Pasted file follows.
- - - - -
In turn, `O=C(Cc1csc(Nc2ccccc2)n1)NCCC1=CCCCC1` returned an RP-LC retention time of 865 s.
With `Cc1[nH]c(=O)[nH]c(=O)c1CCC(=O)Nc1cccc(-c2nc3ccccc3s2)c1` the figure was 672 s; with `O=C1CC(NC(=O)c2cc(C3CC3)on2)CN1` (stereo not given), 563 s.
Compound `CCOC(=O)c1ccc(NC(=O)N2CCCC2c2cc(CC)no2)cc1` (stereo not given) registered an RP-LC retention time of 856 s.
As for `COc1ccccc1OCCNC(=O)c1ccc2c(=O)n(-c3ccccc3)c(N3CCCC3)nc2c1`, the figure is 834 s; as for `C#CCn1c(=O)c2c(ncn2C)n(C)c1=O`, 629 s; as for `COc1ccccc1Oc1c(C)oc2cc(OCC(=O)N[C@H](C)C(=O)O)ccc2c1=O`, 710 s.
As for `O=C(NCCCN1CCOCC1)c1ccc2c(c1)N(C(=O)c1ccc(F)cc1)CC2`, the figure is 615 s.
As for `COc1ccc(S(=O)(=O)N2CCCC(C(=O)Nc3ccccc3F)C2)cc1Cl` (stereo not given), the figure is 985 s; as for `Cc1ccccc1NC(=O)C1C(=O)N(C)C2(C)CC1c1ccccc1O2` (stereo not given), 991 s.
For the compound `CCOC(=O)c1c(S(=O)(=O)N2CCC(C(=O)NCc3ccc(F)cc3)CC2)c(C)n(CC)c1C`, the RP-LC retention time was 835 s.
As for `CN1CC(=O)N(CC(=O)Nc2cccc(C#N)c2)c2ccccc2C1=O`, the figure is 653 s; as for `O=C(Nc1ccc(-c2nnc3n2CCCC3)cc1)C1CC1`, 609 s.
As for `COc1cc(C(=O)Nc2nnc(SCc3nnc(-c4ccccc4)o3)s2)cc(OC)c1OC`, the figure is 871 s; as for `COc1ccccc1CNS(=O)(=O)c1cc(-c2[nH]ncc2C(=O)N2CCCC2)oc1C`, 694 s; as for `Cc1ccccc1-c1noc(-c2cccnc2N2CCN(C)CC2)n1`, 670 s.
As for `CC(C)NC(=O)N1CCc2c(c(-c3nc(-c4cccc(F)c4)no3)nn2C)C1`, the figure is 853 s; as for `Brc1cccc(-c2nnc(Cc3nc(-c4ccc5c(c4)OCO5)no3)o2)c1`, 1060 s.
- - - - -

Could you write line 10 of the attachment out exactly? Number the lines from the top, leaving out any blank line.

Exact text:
As for `CC(C)NC(=O)N1CCc2c(c(-c3nc(-c4cccc(F)c4)no3)nn2C)C1`, the figure is 853 s; as for `Brc1cccc(-c2nnc(Cc3nc(-c4ccc5c(c4)OCO5)no3)o2)c1`, 1060 s.